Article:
Shopping Cart (0) items Sign In

Construction Claims Monthly - Devoted exclusively to the problems of construction contracting since 1963

‹ Prev article: 
 

The "Standby" Requirement For Use Of Eichleay

Wednesday, March 03, 2004 12:21 pm

 
The "Standby" Requirement For Use Of Eichleay

A contractor's right to recover unabsorbed home office overhead has always been controversial. It is an area of construction law that has been evolving over the past three decades. For a period of time, the right to unabsorbed overhead was gaining in recognition and contractors were finding recovery more feasible. Unfortunately for contractors, that trend was reversed in the spring of 2003 by two restrictive opinions issued by the U.S. Court of Appeals for the Federal Circuit.

Before addressing these opinions, a brief review is in order. When a contractor commits to a fixed-price construction contract, the contractor reasonably anticipates a certain cash-flow from that contract. The contract price, the progress payment provisions, and the scheduled performance period establish the rate at which funds will be disbursed. The contractor expects those funds to absorb a portion of the contractor's fixed home office overhead during the contractual performance period.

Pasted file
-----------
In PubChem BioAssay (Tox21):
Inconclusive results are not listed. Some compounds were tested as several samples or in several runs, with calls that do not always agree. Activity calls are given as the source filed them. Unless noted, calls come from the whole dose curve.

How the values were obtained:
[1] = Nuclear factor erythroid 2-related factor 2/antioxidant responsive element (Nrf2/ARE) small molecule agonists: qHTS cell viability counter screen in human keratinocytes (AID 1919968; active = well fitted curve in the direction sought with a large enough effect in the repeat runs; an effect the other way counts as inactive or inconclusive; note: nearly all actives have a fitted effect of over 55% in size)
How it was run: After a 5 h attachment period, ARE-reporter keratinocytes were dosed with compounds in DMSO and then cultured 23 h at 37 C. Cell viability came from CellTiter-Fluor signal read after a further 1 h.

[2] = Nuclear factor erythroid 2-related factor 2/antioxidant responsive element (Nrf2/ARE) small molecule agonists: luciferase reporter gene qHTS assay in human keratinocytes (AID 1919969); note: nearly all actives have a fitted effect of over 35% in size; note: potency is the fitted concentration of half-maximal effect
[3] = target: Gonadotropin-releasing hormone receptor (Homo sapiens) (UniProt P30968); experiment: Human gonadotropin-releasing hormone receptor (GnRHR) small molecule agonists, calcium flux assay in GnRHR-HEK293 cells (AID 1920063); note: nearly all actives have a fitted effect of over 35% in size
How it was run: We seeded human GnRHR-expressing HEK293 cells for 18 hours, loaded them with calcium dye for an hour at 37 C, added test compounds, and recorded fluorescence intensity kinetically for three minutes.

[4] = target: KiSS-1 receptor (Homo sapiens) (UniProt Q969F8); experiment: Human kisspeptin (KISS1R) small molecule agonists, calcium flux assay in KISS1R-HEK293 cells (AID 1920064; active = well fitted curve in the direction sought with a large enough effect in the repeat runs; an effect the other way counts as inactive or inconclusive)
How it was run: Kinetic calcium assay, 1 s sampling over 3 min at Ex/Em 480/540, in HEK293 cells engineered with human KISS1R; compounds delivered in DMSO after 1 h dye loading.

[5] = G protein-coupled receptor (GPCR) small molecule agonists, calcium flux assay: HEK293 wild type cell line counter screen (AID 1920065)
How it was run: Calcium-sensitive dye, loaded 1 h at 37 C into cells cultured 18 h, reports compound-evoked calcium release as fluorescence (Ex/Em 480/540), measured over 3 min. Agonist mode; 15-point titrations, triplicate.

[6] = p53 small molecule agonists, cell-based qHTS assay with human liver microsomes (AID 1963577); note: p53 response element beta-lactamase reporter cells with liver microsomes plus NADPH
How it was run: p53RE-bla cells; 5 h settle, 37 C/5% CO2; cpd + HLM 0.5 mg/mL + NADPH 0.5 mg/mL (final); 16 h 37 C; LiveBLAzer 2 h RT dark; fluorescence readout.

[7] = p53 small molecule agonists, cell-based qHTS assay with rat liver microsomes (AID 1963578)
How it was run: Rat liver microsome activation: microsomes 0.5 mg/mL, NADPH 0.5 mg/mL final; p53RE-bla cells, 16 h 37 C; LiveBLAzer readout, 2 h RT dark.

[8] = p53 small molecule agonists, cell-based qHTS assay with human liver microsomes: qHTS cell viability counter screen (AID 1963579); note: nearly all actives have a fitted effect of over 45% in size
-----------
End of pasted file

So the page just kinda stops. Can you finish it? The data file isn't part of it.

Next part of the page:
If the project owner causes work on the contract to be suspended, the contractor will be unable to submit requisitions and receive progress payments at the anticipated rate. There will be fewer funds available to the contractor to cover fixed home office expenses. This is the unabsorbed or underabsorbed home office overhead which is measured according to the "Eichleay formula."

The Eichleay formula divides the contract billings by the total billings for the contract period. This fraction is multiplied by the total overhead for the original contract period to arrive at the overhead allocable to the contract in question. Allocable ov [...]

 
› Next article: 
 
Sign up now for Construction Claims Monthly Online! Your own virtual help desk of must-have techniques, tutorials, and how-to articles.
 
Join Now Construction Claims Monthly! Close